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Trinidad and Jesús
The Ruins of Trinidad and Jesús are where the ‘Lost Paradise’ of the Jesuit-Guaraní Reductions (1609–1768) can be dreamed about, with the inspiration of so many angels carved in stone. This is the land which has inspired so many hundreds of writers all over the world to produce books and articles, plays and films.
Trinidad is arguably the most evocative of Paraguay's Jesuit sites © Matyas Rehak, Shutterstock
Trinidad is the most evocative of the ruined Jesuit-Guaraní sites due to its wonderful surviving stone carvings, and the magical isolation of the site. One of the advantages of the Paraguayan Mission route being less frequented than the Argentinian and Brazilian Reductions is that it leaves more room to dream and less room for tourist tat. Brazil’s tourist infrastructure in Missões is very tasteful, and Argentina’s is quite pleasant, but there is nothing quite like the experience of standing alone on the brink of Trinidad’s vast plaza, and then setting off to explore. You begin by walking through the arched colonnades of the casas de indios and crossing the huge expanse of grass towards the big church on the far side; then make your way up the nave, past the souls in the flames of purgatory on your right where the Guaraní kept night watch over their dead, past the great pulpit of the four evangelists on the left where sermons were preached in the native tongue, and into the sanctuary. There, high above your head, but clearly discernible, 46 angels play the music of heaven, just as the Guaraní had played the same instruments in the church.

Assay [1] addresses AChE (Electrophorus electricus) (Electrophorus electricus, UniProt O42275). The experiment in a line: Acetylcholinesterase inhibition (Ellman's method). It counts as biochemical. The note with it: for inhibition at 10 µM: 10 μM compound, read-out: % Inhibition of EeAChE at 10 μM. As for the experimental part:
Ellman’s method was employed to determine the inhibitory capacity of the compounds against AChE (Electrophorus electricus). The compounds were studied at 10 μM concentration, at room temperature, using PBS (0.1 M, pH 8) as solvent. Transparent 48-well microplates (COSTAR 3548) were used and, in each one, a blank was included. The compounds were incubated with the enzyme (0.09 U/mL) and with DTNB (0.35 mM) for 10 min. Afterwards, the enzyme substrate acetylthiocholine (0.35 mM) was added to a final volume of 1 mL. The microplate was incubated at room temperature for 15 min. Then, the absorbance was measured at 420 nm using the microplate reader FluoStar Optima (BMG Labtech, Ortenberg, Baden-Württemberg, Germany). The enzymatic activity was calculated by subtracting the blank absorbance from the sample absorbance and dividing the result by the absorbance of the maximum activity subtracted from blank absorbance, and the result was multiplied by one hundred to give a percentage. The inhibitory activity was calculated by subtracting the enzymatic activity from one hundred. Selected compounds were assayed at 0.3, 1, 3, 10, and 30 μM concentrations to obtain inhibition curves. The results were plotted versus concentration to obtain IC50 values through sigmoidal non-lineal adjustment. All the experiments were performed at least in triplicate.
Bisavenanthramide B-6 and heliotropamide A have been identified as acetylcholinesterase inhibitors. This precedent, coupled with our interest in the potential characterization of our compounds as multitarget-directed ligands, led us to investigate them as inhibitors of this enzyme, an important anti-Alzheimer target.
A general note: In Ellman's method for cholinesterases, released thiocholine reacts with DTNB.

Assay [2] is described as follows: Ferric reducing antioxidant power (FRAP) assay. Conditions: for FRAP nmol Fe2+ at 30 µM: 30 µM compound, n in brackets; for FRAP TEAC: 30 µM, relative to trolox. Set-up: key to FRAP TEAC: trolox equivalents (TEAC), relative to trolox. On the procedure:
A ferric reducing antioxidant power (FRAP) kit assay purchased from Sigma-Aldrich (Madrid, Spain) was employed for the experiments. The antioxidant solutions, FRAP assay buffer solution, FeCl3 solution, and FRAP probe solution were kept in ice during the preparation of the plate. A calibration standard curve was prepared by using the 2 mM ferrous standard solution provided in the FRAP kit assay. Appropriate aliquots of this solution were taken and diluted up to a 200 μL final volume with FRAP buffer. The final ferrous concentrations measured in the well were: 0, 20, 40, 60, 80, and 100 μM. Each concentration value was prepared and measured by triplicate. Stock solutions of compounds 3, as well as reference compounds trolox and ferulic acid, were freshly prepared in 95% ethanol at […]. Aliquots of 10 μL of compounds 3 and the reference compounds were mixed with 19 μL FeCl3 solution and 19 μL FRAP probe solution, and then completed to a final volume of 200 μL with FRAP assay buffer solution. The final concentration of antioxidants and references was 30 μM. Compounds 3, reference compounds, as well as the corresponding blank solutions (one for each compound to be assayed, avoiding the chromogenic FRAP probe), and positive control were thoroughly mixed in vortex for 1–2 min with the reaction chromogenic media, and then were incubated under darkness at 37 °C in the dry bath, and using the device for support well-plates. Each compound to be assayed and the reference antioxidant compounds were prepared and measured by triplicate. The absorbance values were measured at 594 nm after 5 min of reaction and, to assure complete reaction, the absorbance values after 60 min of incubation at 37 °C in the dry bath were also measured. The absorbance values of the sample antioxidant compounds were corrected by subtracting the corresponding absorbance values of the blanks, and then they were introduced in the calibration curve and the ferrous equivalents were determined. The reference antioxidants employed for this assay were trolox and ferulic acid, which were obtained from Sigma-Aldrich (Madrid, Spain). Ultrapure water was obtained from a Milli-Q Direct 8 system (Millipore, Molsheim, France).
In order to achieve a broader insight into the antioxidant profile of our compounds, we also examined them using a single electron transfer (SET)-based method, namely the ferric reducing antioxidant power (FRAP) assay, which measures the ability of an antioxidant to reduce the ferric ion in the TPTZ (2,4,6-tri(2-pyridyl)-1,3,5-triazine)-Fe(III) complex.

The ruins have a lovely setting, being on higher ground, with vistas of palm trees framed through the windows, and there is something almost Cistercian about their isolation and austerity. There are about 100 visitors a week to the Ruins at Jesús – around a quarter of the number that visit Trinidad.
The Ruins of Jesús receive around 100 visitors a week © Marco Muscarà
The church and the college are the principal remains in this peaceful spot with its dramatic columns and vistas, though you can also pick out something of the whole layout of the town, according to the typical design of a Reduction. There is a plan on your left as you enter, mapping out the cemetery (to the left of the church), the orchard (behind it), and priests’ house, college and workshops (to the right). The casas de indios were arranged in rows around the plaza, which no longer exists as a plaza, but is the long grassy space you cross before reaching the church, where you can rest halfway in the shade of some trees.